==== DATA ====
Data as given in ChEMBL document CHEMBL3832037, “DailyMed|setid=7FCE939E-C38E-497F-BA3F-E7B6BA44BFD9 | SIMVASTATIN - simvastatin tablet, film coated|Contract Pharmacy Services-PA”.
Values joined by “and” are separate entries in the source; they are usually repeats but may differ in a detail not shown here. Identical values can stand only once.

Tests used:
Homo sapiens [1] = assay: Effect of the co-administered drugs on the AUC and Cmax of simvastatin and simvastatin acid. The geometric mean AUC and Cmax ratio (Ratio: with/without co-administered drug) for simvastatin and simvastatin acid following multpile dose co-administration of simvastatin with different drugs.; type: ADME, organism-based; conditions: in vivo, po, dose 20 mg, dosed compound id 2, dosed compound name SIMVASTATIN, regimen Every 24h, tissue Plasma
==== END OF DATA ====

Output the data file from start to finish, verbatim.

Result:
Data as given in ChEMBL document CHEMBL3832037, “DailyMed|setid=7FCE939E-C38E-497F-BA3F-E7B6BA44BFD9 | SIMVASTATIN - simvastatin tablet, film coated|Contract Pharmacy Services-PA”.
Values joined by “and” are separate entries in the source; they are usually repeats but may differ in a detail not shown here. Identical values can stand only once.

Tests used:
Homo sapiens [1] = assay: Effect of the co-administered drugs on the AUC and Cmax of simvastatin and simvastatin acid. The geometric mean AUC and Cmax ratio (Ratio: with/without co-administered drug) for simvastatin and simvastatin acid following multpile dose co-administration of simvastatin with different drugs.; type: ADME, organism-based; conditions: in vivo, po, dose 20 mg, dosed compound id 2, dosed compound name SIMVASTATIN, regimen Every 24h, tissue Plasma